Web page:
In October 1827, Europe witnessed the last major naval battle to be fought entirely by sailing ships. This was the Battle of Navarino in Greece, on the west coast of the Peloponnese Peninsula. The occasion was the Greek War of Independence, and although the war dragged on for another five years, this victory at sea for the home side – with assistance from British, French and Russian warships – was a key step towards Greece’s eventual successful secession from the Ottoman Empire, which itself would collapse after the First World War. Here endeth the history lesson.

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The ancient town of Pylos lies on the Bay of Navarino, looking more like a postcard than an old battle site

The Bay of Navarino is a rather more peaceful place these days, perhaps especially if one is staying at the Costa Navarino resort near the town of Pylos. Which I was. It is a rather luxurious location, described by the Hollywood actor, Bill Murray, as the “the best resort I’ve ever been to” – and one imagines he has been to quite a few. Architecturally, it is attractively understated, as you might gather from the photo on the home page. The resort is about a three-hour drive from Athens; only around 40 minutes from the airport at Kalamata, which is open to flights from the UK when the holiday season gets underway – like about now, although the ultimate goal of Costa Navarino is to become a year-round destination.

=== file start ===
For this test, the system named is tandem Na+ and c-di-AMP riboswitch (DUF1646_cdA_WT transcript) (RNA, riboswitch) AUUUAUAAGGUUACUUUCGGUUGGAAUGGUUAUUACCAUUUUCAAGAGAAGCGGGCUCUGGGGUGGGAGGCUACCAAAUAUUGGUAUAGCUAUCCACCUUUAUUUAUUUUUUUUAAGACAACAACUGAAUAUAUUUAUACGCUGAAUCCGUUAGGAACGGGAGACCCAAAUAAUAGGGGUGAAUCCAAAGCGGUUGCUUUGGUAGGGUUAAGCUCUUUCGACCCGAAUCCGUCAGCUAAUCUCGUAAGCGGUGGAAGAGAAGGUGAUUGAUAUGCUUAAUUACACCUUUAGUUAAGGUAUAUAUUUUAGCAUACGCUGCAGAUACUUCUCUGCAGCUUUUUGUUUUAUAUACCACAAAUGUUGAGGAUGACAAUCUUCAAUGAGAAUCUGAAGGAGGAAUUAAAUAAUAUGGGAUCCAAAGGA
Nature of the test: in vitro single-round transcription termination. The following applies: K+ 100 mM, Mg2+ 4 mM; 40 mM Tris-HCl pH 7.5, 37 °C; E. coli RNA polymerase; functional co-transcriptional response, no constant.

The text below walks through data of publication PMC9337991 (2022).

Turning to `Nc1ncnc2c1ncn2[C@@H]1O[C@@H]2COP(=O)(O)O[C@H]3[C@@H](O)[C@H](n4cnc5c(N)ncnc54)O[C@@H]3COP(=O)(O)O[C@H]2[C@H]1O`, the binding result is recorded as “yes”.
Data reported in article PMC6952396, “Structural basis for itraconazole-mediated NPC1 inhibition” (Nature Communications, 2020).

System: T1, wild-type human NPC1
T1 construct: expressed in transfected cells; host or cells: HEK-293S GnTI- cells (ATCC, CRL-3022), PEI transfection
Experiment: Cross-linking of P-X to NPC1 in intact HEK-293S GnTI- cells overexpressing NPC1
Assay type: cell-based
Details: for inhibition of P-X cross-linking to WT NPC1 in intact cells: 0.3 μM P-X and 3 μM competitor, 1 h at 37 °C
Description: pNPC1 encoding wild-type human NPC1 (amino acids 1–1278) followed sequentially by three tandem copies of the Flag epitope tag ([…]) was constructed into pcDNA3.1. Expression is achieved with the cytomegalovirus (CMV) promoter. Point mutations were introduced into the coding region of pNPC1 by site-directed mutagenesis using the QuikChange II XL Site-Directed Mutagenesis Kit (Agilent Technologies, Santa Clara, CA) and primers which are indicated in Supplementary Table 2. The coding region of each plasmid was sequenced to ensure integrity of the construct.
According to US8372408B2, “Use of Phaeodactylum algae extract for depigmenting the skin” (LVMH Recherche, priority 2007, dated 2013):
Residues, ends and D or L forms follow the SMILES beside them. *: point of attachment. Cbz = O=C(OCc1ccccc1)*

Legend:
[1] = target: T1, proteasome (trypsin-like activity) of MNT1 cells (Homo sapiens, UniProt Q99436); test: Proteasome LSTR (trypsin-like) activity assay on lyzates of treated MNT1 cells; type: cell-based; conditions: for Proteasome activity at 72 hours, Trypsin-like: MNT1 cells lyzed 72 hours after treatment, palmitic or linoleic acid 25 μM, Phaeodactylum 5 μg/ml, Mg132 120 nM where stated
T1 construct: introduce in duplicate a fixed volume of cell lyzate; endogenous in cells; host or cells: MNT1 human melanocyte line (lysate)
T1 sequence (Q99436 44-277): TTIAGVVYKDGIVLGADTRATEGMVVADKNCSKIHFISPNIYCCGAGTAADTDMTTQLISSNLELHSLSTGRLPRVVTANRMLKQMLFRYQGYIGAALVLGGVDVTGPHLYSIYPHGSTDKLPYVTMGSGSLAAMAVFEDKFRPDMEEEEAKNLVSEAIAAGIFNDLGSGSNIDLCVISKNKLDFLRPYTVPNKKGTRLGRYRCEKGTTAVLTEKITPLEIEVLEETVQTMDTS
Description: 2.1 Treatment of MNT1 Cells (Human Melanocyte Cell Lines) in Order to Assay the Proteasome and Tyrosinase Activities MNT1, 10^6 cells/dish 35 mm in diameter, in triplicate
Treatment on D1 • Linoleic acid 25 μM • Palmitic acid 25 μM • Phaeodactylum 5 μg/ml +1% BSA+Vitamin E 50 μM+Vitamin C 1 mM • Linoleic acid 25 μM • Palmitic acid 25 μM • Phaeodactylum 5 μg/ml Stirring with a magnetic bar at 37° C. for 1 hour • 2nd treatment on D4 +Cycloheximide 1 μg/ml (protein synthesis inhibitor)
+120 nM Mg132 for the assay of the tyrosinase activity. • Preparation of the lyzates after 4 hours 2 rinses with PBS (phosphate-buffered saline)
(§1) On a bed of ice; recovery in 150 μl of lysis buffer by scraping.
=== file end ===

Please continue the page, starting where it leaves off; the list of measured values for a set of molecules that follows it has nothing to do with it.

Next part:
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The Omega (or ox belly) Beach at Navarino is so extraordinarily beautiful that it’s hard to believe it’s real

Among the myriad natural attractions is Voidokilia Beach. The word means ‘ox belly’, although the strong impression irrespective of the language you speak is that it is in the shape of Omega, the last letter of the Greek alphabet (as well as being a high-end model of watch). Because it backs on to a nature reserve there has been no property development around it, so its glorious sands and limpid waters likely look much as they did when Homer was writing about it in his Odyssey, sometime back in the 8th century – certainly well before the Kindle was invented.

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Greek olive oil has a reputation as the world’s finest…here the olives are harvested in the traditional way

The final two photos here depict food and drink. Olives are abundant in Greece and at Costa Navarino they have undertaken the most comprehensive olive-tree transplantation project in Europe. I knew something about olives before my trip and my visit did confirm how glorious a good Greek salad can be, olive oil very much involved with that. I was not, however, previously aware of Mythos, a local brew with a somehow appropriate name. By bizarre coincidence it’s a brand of beer mentioned in the new Robert Menasse novel, The Capital, about the workings of Brussels and the European Union. (Yes, I know, like I wasn’t getting enough of that from real-life farce without needing to supplement it with fiction.) I’m sure you know how that stuff goes; once something first comes to your attention, you start to notice it again. They’ll soon probably stock Mythos in the off-licence.

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The drink of Gods!? – well, maybe not, but Mythos is real enough when it comes to being an amber nectar

To finish with another alcohol-related reference, the house wine (in all colours) at Costa Navarino is called 1827, named for the year of that aforementioned battle. The resort has two 18-hole golf courses, about which I shall be writing soonish, with two more under construction. I was thinking…if the new development turned out to be an 18-hole course and a 9-holer, The 1827 Club would be a very fitting name for it!